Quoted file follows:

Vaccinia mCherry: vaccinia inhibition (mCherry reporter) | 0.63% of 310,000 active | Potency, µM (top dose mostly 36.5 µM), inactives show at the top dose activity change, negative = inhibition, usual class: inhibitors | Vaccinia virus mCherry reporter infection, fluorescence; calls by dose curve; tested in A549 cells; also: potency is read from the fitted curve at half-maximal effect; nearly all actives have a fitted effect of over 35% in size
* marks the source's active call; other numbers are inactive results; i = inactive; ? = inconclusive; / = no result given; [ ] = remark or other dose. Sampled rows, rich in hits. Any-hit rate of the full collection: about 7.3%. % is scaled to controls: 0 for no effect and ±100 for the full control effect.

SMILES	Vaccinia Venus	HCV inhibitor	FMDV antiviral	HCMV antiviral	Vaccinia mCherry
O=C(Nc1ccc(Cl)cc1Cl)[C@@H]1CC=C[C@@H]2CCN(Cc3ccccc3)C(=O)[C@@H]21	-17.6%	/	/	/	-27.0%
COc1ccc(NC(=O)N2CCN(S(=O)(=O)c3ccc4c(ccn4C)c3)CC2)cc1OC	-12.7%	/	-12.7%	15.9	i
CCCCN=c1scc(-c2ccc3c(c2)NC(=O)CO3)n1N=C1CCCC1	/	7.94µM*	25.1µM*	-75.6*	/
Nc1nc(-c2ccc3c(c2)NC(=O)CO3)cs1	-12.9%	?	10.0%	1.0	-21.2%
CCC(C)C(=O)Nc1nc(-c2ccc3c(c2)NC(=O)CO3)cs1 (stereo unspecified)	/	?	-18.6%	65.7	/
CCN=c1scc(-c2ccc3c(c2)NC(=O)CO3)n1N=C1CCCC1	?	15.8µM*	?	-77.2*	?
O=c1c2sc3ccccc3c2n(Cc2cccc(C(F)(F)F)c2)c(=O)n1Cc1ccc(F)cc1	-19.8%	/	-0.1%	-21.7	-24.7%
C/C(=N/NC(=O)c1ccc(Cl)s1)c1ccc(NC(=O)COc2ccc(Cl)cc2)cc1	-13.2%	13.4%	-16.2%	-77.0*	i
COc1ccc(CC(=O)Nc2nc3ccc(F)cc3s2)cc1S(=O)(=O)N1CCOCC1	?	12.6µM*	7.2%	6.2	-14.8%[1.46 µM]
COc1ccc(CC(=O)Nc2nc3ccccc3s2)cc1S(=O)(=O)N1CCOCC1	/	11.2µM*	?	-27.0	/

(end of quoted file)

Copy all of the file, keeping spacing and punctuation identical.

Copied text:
Vaccinia mCherry: vaccinia inhibition (mCherry reporter) | 0.63% of 310,000 active | Potency, µM (top dose mostly 36.5 µM), inactives show at the top dose activity change, negative = inhibition, usual class: inhibitors | Vaccinia virus mCherry reporter infection, fluorescence; calls by dose curve; tested in A549 cells; also: potency is read from the fitted curve at half-maximal effect; nearly all actives have a fitted effect of over 35% in size
* marks the source's active call; other numbers are inactive results; i = inactive; ? = inconclusive; / = no result given; [ ] = remark or other dose. Sampled rows, rich in hits. Any-hit rate of the full collection: about 7.3%. % is scaled to controls: 0 for no effect and ±100 for the full control effect.

SMILES	Vaccinia Venus	HCV inhibitor	FMDV antiviral	HCMV antiviral	Vaccinia mCherry
O=C(Nc1ccc(Cl)cc1Cl)[C@@H]1CC=C[C@@H]2CCN(Cc3ccccc3)C(=O)[C@@H]21	-17.6%	/	/	/	-27.0%
COc1ccc(NC(=O)N2CCN(S(=O)(=O)c3ccc4c(ccn4C)c3)CC2)cc1OC	-12.7%	/	-12.7%	15.9	i
CCCCN=c1scc(-c2ccc3c(c2)NC(=O)CO3)n1N=C1CCCC1	/	7.94µM*	25.1µM*	-75.6*	/
Nc1nc(-c2ccc3c(c2)NC(=O)CO3)cs1	-12.9%	?	10.0%	1.0	-21.2%
CCC(C)C(=O)Nc1nc(-c2ccc3c(c2)NC(=O)CO3)cs1 (stereo unspecified)	/	?	-18.6%	65.7	/
CCN=c1scc(-c2ccc3c(c2)NC(=O)CO3)n1N=C1CCCC1	?	15.8µM*	?	-77.2*	?
O=c1c2sc3ccccc3c2n(Cc2cccc(C(F)(F)F)c2)c(=O)n1Cc1ccc(F)cc1	-19.8%	/	-0.1%	-21.7	-24.7%
C/C(=N/NC(=O)c1ccc(Cl)s1)c1ccc(NC(=O)COc2ccc(Cl)cc2)cc1	-13.2%	13.4%	-16.2%	-77.0*	i
COc1ccc(CC(=O)Nc2nc3ccc(F)cc3s2)cc1S(=O)(=O)N1CCOCC1	?	12.6µM*	7.2%	6.2	-14.8%[1.46 µM]
COc1ccc(CC(=O)Nc2nc3ccccc3s2)cc1S(=O)(=O)N1CCOCC1	/	11.2µM*	?	-27.0	/